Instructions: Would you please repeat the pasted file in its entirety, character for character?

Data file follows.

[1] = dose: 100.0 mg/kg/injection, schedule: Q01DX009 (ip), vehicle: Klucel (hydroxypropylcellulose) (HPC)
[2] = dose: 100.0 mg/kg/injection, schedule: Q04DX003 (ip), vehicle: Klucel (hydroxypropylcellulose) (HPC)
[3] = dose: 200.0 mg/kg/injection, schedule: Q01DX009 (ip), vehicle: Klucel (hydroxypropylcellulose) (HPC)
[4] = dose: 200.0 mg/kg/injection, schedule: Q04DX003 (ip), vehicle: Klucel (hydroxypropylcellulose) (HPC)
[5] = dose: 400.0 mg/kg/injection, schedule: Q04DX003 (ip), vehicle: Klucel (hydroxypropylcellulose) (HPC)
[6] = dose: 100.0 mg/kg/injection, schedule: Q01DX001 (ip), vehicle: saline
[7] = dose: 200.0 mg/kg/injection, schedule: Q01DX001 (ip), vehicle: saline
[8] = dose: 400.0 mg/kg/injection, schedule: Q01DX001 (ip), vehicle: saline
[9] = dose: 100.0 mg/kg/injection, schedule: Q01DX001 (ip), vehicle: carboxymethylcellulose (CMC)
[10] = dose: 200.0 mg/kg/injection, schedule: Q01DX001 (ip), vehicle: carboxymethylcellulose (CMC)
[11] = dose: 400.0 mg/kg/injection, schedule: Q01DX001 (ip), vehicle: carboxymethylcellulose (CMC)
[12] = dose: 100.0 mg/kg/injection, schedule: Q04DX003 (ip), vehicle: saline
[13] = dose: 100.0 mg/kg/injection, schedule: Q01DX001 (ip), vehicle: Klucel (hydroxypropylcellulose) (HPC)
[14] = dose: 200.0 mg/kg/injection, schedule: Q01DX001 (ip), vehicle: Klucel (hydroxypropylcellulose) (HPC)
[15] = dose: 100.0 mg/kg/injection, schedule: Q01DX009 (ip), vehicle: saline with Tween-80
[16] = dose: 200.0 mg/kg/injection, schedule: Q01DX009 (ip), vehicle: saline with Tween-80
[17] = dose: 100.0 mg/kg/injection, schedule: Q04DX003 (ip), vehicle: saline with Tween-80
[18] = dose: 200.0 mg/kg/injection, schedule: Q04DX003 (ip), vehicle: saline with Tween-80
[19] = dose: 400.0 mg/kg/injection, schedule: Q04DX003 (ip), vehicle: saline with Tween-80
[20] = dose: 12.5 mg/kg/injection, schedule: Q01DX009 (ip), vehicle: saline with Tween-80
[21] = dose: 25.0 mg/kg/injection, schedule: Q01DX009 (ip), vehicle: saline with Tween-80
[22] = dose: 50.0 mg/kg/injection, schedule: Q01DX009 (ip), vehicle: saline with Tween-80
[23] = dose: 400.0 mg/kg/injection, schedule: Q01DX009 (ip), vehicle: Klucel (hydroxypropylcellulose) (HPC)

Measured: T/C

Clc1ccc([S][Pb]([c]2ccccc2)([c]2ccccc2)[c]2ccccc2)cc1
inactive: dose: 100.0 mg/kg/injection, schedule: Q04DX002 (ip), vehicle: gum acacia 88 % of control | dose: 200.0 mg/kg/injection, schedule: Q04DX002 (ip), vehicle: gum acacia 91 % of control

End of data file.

[1] = dose: 100.0 mg/kg/injection, schedule: Q01DX009 (ip), vehicle: Klucel (hydroxypropylcellulose) (HPC)
[2] = dose: 100.0 mg/kg/injection, schedule: Q04DX003 (ip), vehicle: Klucel (hydroxypropylcellulose) (HPC)
[3] = dose: 200.0 mg/kg/injection, schedule: Q01DX009 (ip), vehicle: Klucel (hydroxypropylcellulose) (HPC)
[4] = dose: 200.0 mg/kg/injection, schedule: Q04DX003 (ip), vehicle: Klucel (hydroxypropylcellulose) (HPC)
[5] = dose: 400.0 mg/kg/injection, schedule: Q04DX003 (ip), vehicle: Klucel (hydroxypropylcellulose) (HPC)
[6] = dose: 100.0 mg/kg/injection, schedule: Q01DX001 (ip), vehicle: saline
[7] = dose: 200.0 mg/kg/injection, schedule: Q01DX001 (ip), vehicle: saline
[8] = dose: 400.0 mg/kg/injection, schedule: Q01DX001 (ip), vehicle: saline
[9] = dose: 100.0 mg/kg/injection, schedule: Q01DX001 (ip), vehicle: carboxymethylcellulose (CMC)
[10] = dose: 200.0 mg/kg/injection, schedule: Q01DX001 (ip), vehicle: carboxymethylcellulose (CMC)
[11] = dose: 400.0 mg/kg/injection, schedule: Q01DX001 (ip), vehicle: carboxymethylcellulose (CMC)
[12] = dose: 100.0 mg/kg/injection, schedule: Q04DX003 (ip), vehicle: saline
[13] = dose: 100.0 mg/kg/injection, schedule: Q01DX001 (ip), vehicle: Klucel (hydroxypropylcellulose) (HPC)
[14] = dose: 200.0 mg/kg/injection, schedule: Q01DX001 (ip), vehicle: Klucel (hydroxypropylcellulose) (HPC)
[15] = dose: 100.0 mg/kg/injection, schedule: Q01DX009 (ip), vehicle: saline with Tween-80
[16] = dose: 200.0 mg/kg/injection, schedule: Q01DX009 (ip), vehicle: saline with Tween-80
[17] = dose: 100.0 mg/kg/injection, schedule: Q04DX003 (ip), vehicle: saline with Tween-80
[18] = dose: 200.0 mg/kg/injection, schedule: Q04DX003 (ip), vehicle: saline with Tween-80
[19] = dose: 400.0 mg/kg/injection, schedule: Q04DX003 (ip), vehicle: saline with Tween-80
[20] = dose: 12.5 mg/kg/injection, schedule: Q01DX009 (ip), vehicle: saline with Tween-80
[21] = dose: 25.0 mg/kg/injection, schedule: Q01DX009 (ip), vehicle: saline with Tween-80
[22] = dose: 50.0 mg/kg/injection, schedule: Q01DX009 (ip), vehicle: saline with Tween-80
[23] = dose: 400.0 mg/kg/injection, schedule: Q01DX009 (ip), vehicle: Klucel (hydroxypropylcellulose) (HPC)

Measured: T/C

Clc1ccc([S][Pb]([c]2ccccc2)([c]2ccccc2)[c]2ccccc2)cc1
inactive: dose: 100.0 mg/kg/injection, schedule: Q04DX002 (ip), vehicle: gum acacia 88 % of control | dose: 200.0 mg/kg/injection, schedule: Q04DX002 (ip), vehicle: gum acacia 91 % of control